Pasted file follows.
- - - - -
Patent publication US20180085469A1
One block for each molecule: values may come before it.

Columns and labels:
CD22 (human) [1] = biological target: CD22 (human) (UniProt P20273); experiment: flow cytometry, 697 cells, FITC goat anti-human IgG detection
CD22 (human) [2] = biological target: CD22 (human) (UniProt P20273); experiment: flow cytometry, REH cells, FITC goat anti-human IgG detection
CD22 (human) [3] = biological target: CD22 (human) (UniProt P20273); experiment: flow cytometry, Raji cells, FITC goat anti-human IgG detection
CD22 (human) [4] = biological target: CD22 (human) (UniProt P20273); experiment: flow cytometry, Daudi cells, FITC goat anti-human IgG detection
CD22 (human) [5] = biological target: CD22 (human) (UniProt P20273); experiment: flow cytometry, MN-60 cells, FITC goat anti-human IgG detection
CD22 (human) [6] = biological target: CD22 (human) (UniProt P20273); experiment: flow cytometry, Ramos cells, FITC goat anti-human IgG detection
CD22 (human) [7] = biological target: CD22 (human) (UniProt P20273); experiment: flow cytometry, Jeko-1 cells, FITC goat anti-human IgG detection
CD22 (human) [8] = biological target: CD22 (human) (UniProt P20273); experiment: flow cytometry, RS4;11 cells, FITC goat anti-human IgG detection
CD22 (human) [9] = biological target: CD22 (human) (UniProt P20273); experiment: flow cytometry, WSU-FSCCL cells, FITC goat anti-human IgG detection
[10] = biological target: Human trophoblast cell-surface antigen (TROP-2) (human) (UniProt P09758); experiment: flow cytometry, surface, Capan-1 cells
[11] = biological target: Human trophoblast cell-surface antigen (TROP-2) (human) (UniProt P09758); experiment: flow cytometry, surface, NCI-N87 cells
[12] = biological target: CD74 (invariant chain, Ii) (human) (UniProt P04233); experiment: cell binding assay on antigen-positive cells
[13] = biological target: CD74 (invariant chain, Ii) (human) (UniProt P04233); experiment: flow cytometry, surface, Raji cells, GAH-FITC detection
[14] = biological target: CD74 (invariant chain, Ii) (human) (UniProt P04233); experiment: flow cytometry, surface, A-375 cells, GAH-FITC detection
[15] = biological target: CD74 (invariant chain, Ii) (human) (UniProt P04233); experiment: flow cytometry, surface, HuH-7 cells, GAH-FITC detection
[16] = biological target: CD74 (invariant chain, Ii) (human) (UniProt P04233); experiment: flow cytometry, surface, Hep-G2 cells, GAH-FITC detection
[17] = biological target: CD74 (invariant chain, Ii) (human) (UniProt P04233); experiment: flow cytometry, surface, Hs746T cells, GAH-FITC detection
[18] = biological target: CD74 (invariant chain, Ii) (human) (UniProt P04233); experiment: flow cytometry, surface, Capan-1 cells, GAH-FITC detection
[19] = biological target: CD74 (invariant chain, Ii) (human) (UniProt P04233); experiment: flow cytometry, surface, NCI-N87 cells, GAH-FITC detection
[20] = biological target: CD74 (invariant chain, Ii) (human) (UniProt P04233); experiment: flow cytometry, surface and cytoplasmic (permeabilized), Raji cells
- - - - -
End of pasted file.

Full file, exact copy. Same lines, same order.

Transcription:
Patent publication US20180085469A1
One block for each molecule: values may come before it.

Columns and labels:
CD22 (human) [1] = biological target: CD22 (human) (UniProt P20273); experiment: flow cytometry, 697 cells, FITC goat anti-human IgG detection
CD22 (human) [2] = biological target: CD22 (human) (UniProt P20273); experiment: flow cytometry, REH cells, FITC goat anti-human IgG detection
CD22 (human) [3] = biological target: CD22 (human) (UniProt P20273); experiment: flow cytometry, Raji cells, FITC goat anti-human IgG detection
CD22 (human) [4] = biological target: CD22 (human) (UniProt P20273); experiment: flow cytometry, Daudi cells, FITC goat anti-human IgG detection
CD22 (human) [5] = biological target: CD22 (human) (UniProt P20273); experiment: flow cytometry, MN-60 cells, FITC goat anti-human IgG detection
CD22 (human) [6] = biological target: CD22 (human) (UniProt P20273); experiment: flow cytometry, Ramos cells, FITC goat anti-human IgG detection
CD22 (human) [7] = biological target: CD22 (human) (UniProt P20273); experiment: flow cytometry, Jeko-1 cells, FITC goat anti-human IgG detection
CD22 (human) [8] = biological target: CD22 (human) (UniProt P20273); experiment: flow cytometry, RS4;11 cells, FITC goat anti-human IgG detection
CD22 (human) [9] = biological target: CD22 (human) (UniProt P20273); experiment: flow cytometry, WSU-FSCCL cells, FITC goat anti-human IgG detection
[10] = biological target: Human trophoblast cell-surface antigen (TROP-2) (human) (UniProt P09758); experiment: flow cytometry, surface, Capan-1 cells
[11] = biological target: Human trophoblast cell-surface antigen (TROP-2) (human) (UniProt P09758); experiment: flow cytometry, surface, NCI-N87 cells
[12] = biological target: CD74 (invariant chain, Ii) (human) (UniProt P04233); experiment: cell binding assay on antigen-positive cells
[13] = biological target: CD74 (invariant chain, Ii) (human) (UniProt P04233); experiment: flow cytometry, surface, Raji cells, GAH-FITC detection
[14] = biological target: CD74 (invariant chain, Ii) (human) (UniProt P04233); experiment: flow cytometry, surface, A-375 cells, GAH-FITC detection
[15] = biological target: CD74 (invariant chain, Ii) (human) (UniProt P04233); experiment: flow cytometry, surface, HuH-7 cells, GAH-FITC detection
[16] = biological target: CD74 (invariant chain, Ii) (human) (UniProt P04233); experiment: flow cytometry, surface, Hep-G2 cells, GAH-FITC detection
[17] = biological target: CD74 (invariant chain, Ii) (human) (UniProt P04233); experiment: flow cytometry, surface, Hs746T cells, GAH-FITC detection
[18] = biological target: CD74 (invariant chain, Ii) (human) (UniProt P04233); experiment: flow cytometry, surface, Capan-1 cells, GAH-FITC detection
[19] = biological target: CD74 (invariant chain, Ii) (human) (UniProt P04233); experiment: flow cytometry, surface, NCI-N87 cells, GAH-FITC detection
[20] = biological target: CD74 (invariant chain, Ii) (human) (UniProt P04233); experiment: flow cytometry, surface and cytoplasmic (permeabilized), Raji cells